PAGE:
3D Artist - - THE PIPELINE -

In this tu­to­rial you will learn tips on how to cre­ate a fan­tasy un­der­wa­ter scene in Un­real En­gine 4 us­ing tech­niques from AAA game pipe­lines. You will also get a bet­ter un­der­stand­ing of how to block out the nec­es­sary com­po­nents for a strong com­po­si­tion with an in­ter­est­ing nar­ra­tive. We will then look at dif­fer­ent meth­ods of adding fo­liage in­clud­ing tra­di­tional mod­el­ling tech­niques and adding Speedtree fo­liage to the scene. In the fi­nal stages we will ex­plore light­ing and add caus­tics and the fi­nal pol­ish, which will bring the whole scene to­gether.

Block out the scene I wanted to show some­thing beau­ti­ful in the dragon and nest, and then draw the eye to the boat and oil spill to make the con­trast­ing emo­tion of the scene re­ally strong. I made use of the rule of thirds and used the most sat­u­rated colours in the scene to make the dragon the ini­tial fo­cus. I then used the lead­ing lines of the kelp, the dragon’s gaze and the fish to draw at­ten­tion to the boat so that the viewer dis­cov­ers the story as they look at the scene. Nail­ing this in the block­out is cru­cial to the suc­cess of the im­age.

Shape the kelp The kelp fo­liage was key in the com­po­si­tion of this scene and was cre­ated us­ing 3ds Max as I needed very spe­cific shapes. I be­gan by mak­ing one straight sec­tion of kelp that can tile and looks in­ter­est­ing from all an­gles. I then cre­ated a spline, which made up the shape of the kelp. I du­pli­cated the mesh to cre­ate the cor­rect length and then used the path de­form mod­i­fier in Max to de­form the kelp to fit the spline. I made vari­ants of the model by du­pli­cat­ing and chang­ing the spline to dif­fer­ent shapes and by tweak­ing the de­formed mesh to give it more shape vari­a­tion.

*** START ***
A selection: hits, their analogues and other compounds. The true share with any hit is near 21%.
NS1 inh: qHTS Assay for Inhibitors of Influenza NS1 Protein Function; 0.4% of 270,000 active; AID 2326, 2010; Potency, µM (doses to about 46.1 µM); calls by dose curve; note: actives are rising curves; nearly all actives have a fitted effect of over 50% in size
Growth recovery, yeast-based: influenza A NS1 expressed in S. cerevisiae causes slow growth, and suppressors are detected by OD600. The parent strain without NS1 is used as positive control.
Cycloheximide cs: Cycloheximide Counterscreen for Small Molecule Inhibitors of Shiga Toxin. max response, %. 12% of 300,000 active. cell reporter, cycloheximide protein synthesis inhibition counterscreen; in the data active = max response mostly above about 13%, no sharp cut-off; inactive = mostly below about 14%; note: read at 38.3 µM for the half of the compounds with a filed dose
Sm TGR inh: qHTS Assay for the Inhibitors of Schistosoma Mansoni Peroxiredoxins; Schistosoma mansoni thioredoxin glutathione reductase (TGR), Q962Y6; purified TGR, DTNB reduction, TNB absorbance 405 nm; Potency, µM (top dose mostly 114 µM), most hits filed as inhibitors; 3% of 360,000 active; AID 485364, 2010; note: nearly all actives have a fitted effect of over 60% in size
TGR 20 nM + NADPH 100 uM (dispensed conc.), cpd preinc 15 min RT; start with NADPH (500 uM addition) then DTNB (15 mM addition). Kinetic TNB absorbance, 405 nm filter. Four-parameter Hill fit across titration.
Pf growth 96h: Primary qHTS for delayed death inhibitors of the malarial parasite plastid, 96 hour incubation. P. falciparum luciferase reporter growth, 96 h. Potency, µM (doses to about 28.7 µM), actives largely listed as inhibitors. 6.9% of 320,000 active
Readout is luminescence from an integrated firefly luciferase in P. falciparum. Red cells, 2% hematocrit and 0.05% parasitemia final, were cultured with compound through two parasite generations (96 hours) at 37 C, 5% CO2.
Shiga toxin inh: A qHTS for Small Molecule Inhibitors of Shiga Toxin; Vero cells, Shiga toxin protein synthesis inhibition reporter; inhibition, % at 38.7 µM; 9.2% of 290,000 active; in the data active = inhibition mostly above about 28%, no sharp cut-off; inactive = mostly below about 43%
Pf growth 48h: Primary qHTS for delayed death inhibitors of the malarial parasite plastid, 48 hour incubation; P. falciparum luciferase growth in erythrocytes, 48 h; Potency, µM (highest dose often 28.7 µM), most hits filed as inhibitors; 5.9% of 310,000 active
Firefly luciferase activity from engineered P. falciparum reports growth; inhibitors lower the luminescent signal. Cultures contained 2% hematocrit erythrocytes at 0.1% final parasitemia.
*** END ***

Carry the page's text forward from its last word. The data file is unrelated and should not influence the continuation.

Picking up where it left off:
Add move­ment to the kelp When mak­ing the leaf UVS, I laid out the base of the leaf at the bot­tom of the tex­ture and the tip of the leaves at the top. Now, by us­ing a ver­ti­cal gra­di­ent to mask this, we can have the leaf base static and the tips mov­ing, which will give us some nice leaf sway but al­low us to keep the over­all com­po­si­tion that the kelp shape is al­low­ing. To do this, mul­ti­ply a sine node by a gra­di­ent tex­ture and plug this into the world po­si­tion off­set of your ma­te­rial. Adding a mul­ti­plier means that you can con­trol the strength of the ef­fect.

Speedtree fo­liage The small grasses and al­gae bushes are made us­ing Speedtree. I be­gan by cre­at­ing a sim­ple blades gen­er­a­tor and tweak­ing the prop­er­ties to de­fine the ra­dius of the plant. By tweak­ing the fre­quency and the length seg­ments, I had pre­cise con­trol of the poly­count and op­ti­mi­sa­tion. I en­abled the wind be­fore sav­ing the file and im­port­ing in to Un­real. Once in Un­real, add a Wind Di­rec­tional Source and your fo­liage will sway. For the plants, I tweaked the wind an­i­ma­tion prop­er­ties in Speedtree to get a slow, sway­ing move­ment that looked as if it be­longed un­der­wa­ter with drift­ing cur­rents.

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